The COVID-19 pandemic and uprising brought about by the murder of George Floyd and other BIPOC have drawn our attention once again to historical and ongoing educational inequities in our state. Despite the recent tragedies our communities have experienced, we are entering a new time of possibility. With the Yazzie/Martinez remedies far from being achieved, this situation has only confirmed what we already knew - that economic, criminal justice, and educational systems in the United States, and here in New Mexico, are built to create and deepen gaps based on race/ethnicity and income. The negative impact is most devastating for the very individuals and communities denied resources and opportunities for generations. In short, we are called to action with yet another opportunity to establish equity in our public education system.
As educators, researchers, and youth leaders in southern NM, we are recommending a five-prong approach to make equity a priority. We strongly believe equity work should be integrated into the fabric of our education system - staffing, curriculum, the level and distribution of resources, etc. Accomplishing this requires more time, reflection, funding, and skills than we have been willing to commit and this is the hard reality facing us now. While continuing to advocate for sufficient funding, we should also acknowledge and invest in our state’s existing, homegrown talent and expertise.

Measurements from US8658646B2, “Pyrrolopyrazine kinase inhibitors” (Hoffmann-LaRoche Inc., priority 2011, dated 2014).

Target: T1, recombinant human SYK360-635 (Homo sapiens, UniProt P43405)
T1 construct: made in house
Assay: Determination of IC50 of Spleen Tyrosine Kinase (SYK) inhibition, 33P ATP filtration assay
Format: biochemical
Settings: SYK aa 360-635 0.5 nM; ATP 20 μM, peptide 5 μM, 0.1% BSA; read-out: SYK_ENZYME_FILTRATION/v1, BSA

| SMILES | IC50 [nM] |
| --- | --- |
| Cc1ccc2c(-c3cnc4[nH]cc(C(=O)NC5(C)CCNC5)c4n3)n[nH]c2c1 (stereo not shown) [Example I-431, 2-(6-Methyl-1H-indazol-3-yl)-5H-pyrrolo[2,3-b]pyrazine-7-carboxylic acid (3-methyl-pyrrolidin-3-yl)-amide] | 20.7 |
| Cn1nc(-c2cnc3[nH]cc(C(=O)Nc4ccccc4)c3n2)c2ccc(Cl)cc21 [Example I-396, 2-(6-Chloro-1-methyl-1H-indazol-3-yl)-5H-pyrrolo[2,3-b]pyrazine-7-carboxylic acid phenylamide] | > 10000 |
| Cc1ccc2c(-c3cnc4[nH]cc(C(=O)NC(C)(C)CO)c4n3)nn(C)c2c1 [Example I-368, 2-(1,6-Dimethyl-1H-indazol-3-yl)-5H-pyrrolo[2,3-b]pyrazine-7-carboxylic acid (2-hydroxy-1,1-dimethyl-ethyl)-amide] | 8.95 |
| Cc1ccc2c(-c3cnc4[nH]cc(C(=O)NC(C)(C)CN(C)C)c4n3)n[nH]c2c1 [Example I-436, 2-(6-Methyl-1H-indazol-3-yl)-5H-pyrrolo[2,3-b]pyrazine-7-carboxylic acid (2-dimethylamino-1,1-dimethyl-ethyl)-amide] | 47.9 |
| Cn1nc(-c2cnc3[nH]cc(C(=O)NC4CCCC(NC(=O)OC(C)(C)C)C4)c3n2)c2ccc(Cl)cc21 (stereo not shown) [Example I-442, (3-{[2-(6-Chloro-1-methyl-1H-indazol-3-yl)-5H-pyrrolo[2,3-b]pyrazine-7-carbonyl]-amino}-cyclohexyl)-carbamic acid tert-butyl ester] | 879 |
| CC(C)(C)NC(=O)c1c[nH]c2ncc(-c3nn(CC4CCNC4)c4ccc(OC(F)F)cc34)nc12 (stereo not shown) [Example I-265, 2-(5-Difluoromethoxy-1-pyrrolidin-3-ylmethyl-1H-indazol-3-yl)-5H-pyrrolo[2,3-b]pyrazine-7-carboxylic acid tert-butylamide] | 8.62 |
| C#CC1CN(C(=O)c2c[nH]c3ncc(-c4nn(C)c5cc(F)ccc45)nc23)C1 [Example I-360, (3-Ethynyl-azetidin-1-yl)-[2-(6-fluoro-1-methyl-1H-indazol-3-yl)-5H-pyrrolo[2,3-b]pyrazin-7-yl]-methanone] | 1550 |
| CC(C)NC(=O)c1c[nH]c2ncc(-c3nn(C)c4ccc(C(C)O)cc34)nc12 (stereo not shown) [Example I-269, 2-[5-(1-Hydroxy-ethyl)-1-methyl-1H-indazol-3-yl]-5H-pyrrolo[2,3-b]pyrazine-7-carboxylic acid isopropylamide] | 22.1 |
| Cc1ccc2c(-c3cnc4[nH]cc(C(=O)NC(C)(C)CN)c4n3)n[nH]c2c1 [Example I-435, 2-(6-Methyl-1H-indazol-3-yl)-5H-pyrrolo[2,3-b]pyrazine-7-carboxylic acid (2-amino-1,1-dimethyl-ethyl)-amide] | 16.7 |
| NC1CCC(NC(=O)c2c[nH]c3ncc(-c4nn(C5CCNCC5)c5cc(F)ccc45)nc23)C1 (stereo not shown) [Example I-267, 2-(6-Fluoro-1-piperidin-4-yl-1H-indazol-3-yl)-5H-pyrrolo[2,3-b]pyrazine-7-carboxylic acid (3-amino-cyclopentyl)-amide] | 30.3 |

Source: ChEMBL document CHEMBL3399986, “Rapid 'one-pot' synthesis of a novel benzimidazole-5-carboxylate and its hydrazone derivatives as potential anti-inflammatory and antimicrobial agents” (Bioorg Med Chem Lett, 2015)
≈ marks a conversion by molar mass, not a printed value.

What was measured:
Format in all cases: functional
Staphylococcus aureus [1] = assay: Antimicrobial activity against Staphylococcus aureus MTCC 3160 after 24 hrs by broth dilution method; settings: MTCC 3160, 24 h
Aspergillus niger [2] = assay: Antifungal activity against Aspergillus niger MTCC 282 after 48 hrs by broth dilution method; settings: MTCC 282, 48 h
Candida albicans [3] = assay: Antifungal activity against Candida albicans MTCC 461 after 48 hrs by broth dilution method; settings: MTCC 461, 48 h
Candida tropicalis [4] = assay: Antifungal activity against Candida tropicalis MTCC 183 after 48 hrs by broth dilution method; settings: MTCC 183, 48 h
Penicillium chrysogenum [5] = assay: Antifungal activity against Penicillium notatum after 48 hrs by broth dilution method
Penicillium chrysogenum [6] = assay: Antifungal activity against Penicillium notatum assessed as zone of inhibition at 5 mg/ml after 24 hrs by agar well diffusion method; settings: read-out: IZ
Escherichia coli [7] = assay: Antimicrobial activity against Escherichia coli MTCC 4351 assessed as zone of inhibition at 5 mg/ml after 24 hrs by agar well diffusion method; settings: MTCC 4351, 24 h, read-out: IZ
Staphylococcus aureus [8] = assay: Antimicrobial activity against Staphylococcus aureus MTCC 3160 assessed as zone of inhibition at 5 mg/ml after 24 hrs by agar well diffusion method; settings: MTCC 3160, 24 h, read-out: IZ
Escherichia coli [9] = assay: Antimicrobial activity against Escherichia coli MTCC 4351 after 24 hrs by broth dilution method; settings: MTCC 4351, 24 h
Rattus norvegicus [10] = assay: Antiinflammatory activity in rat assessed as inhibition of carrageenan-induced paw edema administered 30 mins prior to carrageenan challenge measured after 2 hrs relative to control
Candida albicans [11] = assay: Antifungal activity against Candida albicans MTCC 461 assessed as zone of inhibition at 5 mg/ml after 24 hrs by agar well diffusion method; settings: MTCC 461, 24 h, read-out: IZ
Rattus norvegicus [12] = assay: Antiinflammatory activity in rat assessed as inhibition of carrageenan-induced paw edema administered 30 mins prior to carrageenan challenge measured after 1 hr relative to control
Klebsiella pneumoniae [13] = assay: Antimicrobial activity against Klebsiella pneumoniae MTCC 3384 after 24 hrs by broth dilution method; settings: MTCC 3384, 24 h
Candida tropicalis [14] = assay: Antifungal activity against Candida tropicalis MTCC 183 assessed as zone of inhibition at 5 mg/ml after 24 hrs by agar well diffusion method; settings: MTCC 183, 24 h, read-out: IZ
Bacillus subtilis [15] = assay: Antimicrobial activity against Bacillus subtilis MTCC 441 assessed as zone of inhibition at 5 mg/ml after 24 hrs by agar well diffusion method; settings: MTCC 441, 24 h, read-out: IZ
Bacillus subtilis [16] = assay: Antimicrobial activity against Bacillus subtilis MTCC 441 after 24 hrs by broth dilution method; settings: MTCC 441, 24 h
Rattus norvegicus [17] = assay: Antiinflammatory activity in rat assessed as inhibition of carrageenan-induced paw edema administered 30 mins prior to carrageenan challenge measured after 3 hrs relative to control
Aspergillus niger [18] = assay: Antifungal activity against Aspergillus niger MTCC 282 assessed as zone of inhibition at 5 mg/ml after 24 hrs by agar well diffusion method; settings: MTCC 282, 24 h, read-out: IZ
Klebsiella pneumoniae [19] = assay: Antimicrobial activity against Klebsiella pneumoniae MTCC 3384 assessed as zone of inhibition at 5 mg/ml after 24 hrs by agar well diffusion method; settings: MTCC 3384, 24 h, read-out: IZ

A HOME GROWN APPROACH TO ACHIEVE EQUITY
1) The curriculum in NM must prepare students to be active participants in our representative democracy. Civics courses alone are not enough. Quality public schools can help us create a shared vision of a fair society that works for everyone. To accomplish this, students must be engaged in honest discussions and analyses of the history of the U.S., role of traditional and social media, and distribution of power and resources. They must also be engaged in identifying solutions to our most pressing social, environmental, and economic challenges. Dr. Cornel West refers to this deeper purpose as paideia, a Greek concept whereby education is focused on producing a whole, enlightened member of society.